Benson First Friday gains non-profit status, celebrates with Art Bazaar Friday; High Up debuts groovy new single, announces shows with Conor Oberst, The Good Life

Benson First Friday has always been an event-oriented organization, staffed by volunteers with a passion for arts. But after more than three years and 40 first friday events, its organizational heads were looking to expand its programming mission.

“We want to be an umbrella for any local artist that wants to do a project but doesn’t have the funding necessary,” says longtime volunteer and organizer Alex Jochim.

To aid its expansion efforts, Benson First Friday has announced its status as a newly-minted neighborhood arts non-profit organization. To celebrate, it will host an Art Bazaar this Friday in and around Benson’s The Sydney, featuring live performances by A Ferocious Jungle Cat, Gordon and DJ Joe Benson (RSVP here).

Jochim says that the decision to incorporate as a non-profit came about organically in October 2014, as he and fellow volunteer organizer Jamie Hardy weighed the pros and cons. After more than three years and countless hours programming as volunteers, it became taxing on staff and monetary resources.

“Benson First Friday was at the point where we were doing great things, but we were becoming burnt out,” Jochim says.

Jochim says that non-profit incorporation will open many doors for Benson First Friday, chief among them being funding. Increased monetary resources will allow BFF to aid local artists and pursue projects like daily workshops and a clothing line partnership with Paper Doll.

The fundraising efforts begin Friday at its Art Bazaar, which will feature a full evening of arts and entertainment. It hosts a mini art-crawl from 6-9 p.m., including an art auction, artist Sidney Buchanan’s opening reception at The Little Gallery, Ramanda Fuelberth’s After Dark Street Project and an informational session on BFF’s Tiny Mural Project, led by artist Maggie Weber.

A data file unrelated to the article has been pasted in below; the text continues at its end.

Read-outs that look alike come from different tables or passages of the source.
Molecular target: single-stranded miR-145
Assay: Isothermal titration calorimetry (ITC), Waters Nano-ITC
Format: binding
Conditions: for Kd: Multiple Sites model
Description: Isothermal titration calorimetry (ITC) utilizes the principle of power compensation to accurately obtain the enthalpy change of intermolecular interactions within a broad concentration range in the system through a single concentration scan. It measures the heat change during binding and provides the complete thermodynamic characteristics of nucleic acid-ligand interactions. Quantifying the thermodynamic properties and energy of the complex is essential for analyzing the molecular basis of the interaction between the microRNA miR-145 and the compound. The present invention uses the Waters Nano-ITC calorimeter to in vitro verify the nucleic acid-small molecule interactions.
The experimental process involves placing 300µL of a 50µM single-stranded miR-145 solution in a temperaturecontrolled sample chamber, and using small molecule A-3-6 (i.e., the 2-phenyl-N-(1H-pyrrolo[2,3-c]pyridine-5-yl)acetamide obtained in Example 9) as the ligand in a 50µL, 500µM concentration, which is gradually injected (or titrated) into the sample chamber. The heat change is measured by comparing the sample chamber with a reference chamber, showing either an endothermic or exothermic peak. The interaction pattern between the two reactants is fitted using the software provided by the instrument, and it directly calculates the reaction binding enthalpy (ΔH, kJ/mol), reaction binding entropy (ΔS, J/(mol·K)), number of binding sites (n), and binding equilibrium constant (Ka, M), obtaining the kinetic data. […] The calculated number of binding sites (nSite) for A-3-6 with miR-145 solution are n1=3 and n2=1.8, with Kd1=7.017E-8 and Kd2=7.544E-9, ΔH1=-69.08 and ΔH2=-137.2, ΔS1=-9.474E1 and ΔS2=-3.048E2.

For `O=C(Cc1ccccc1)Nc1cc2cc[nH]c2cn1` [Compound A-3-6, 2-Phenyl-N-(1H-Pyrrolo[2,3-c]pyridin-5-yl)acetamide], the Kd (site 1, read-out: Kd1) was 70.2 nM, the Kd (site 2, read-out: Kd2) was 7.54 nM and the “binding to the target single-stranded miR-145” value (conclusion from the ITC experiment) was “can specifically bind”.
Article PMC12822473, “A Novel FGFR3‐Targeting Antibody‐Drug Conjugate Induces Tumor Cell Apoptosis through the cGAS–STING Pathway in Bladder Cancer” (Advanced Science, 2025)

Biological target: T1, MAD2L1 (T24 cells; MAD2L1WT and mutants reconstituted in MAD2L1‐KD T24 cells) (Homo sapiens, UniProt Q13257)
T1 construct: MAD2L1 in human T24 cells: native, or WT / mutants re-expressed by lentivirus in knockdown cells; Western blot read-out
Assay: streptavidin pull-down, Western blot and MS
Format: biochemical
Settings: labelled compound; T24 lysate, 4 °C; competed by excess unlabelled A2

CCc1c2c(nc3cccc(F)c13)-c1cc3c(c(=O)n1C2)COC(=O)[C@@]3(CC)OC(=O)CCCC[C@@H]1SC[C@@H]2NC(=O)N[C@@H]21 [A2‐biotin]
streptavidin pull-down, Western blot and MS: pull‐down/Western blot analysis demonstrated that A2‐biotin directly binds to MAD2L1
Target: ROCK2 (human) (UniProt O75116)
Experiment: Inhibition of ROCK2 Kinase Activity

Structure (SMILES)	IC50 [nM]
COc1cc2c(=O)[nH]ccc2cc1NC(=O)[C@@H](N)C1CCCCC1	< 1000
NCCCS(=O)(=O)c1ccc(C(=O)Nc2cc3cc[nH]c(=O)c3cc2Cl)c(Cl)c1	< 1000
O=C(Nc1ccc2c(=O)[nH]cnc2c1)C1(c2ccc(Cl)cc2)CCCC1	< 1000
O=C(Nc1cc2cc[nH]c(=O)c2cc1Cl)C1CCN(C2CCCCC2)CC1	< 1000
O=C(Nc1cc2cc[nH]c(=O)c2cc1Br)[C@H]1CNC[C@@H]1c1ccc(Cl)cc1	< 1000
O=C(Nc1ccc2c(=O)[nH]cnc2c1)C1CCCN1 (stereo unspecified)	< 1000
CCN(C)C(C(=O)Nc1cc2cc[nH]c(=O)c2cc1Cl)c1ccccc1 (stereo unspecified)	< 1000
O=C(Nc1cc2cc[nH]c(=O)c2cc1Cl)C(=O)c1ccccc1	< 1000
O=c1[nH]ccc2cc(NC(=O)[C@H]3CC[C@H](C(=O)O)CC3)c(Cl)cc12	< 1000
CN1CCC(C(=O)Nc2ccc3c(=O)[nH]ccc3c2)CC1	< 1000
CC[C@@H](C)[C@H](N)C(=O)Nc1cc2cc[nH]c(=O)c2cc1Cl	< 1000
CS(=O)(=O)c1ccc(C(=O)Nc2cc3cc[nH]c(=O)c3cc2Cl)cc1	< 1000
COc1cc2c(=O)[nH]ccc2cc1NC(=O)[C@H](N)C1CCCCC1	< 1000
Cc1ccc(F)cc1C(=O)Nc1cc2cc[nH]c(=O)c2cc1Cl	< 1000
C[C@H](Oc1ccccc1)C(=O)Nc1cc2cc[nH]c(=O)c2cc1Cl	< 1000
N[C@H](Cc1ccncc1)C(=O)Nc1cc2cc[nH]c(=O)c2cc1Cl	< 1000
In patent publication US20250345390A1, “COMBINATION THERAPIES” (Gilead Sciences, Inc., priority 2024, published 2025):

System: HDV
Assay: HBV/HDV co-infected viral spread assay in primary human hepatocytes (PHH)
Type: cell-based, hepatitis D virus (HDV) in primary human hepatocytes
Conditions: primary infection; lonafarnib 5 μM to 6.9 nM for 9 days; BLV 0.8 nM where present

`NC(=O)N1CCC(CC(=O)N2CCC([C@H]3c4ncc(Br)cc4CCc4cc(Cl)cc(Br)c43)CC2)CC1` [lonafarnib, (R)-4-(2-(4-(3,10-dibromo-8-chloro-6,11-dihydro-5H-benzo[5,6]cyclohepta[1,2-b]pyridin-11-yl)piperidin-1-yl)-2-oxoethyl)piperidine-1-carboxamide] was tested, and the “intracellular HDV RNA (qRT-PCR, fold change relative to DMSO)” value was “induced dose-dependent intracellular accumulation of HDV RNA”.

Then the festivities move to the Sydney, where BFF will host an arm wrestling tournament, comedy sets by Audrey Farnham, Drew Bohlke and Jordan Kleine at 8:30 p.m., a live mural painting by Reggie LeFlore, drag show at 10 p.m. followed by live music at 11 p.m.

“We wanted to have an eclectic event … with a mix of everything we stand for [in] multi-disciplinary arts,” Jochim says.

See the event flier below for more details. Food and drink will be provided by Maria Bonita food truck and Upstream Brewing, respectively. Check out Benson First Friday’s website for more information.

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After testing the waters with a few recent Omaha shows, new band High Up has released its grooving first single along with a string of upcoming tour dates

The six-piece soul outfit debuted “Two Weeks” via Popular TV yesterday. For those who haven’t seen High Up perform, the song — recorded in August at ARC Studios — serves as an adequate preview of the band’s big brass sound, hip-shaking bass and frontwoman Christine Fink’s powerful soul delivery.

High Up also announced a handful of upcoming performances that include a three-day jaunt with Conor Oberst in mid-October, sandwiched by three dates in Omaha. It plays Slowdown Nov. 28 with fellow Omaha band The Good Life.

High Up — comprising Fink, her sister and guitarist Orenda Fink, keyboard player Greg Elsasser, bassist Josh Soto, drummer Eric Ohlsson and brass player Jason Biggers —  is already quickly becoming a familiar face in the Omaha scene, even before releasing music. In addition to playing around town, the band scored an Omaha Entertainment and Arts Award nomination yesterday for “Best Alternative/Indie” act.

Hear “Two Weeks” below, and check out the complete mini-tour listing:

10.09 – Omaha, NE @ Brothers Lounge

10.14 – Iowa City, IA @ Englert Theater *
10.15 – Bloomington, IN @ Bluebird *
10.16 – Madison, WI @ Barrymore Theater *
10.31 – Omaha, NE @ O’Leavers
11.28 – Omaha, NE @ Slowdown #

* with Conor Oberst
# with The Good Life

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Tonight, Detroit hip-hop group Slum Village performs at Vega with Cool Nutz, Lincoln’s Sleep Sinatra, Hakim and Young Steez. Slum Village was founded in the early 1990’s by Baatin, T3, rapper and producer J Dilla. The group climbed to success throughout that decade, playing A Tribe Called Quest’s farewell tour in 1998. Hip-hop connoisseurs — and production nuts especially — will recognize J Dilla (James Dewitt Yacey) as one of the most influential hip-hop producers of all time. Though he left Slum Village in 2001 to pursue his fruitful solo career, he assisted in production until his death from Lupus in 2006. After taking a four year hiatus in tragedy’s wake, Slum Village bounced back in 2010 with Villa Manifesto and has continued touring ever since. RSVP to the 8:30 show here.

As always, head to our statewide calendar at hearnebraska.org/events for a fuller listing of shows. If you do not see your show or one you plan to attend, email us at news@hearnebraska.org, or add it yourself. And keep those song submissions, story ideas and news tips coming.

Andrew Stellmon is Hear Nebraska's managing editor. Reach him with news tips and story ideas at news@hearnebraska.org.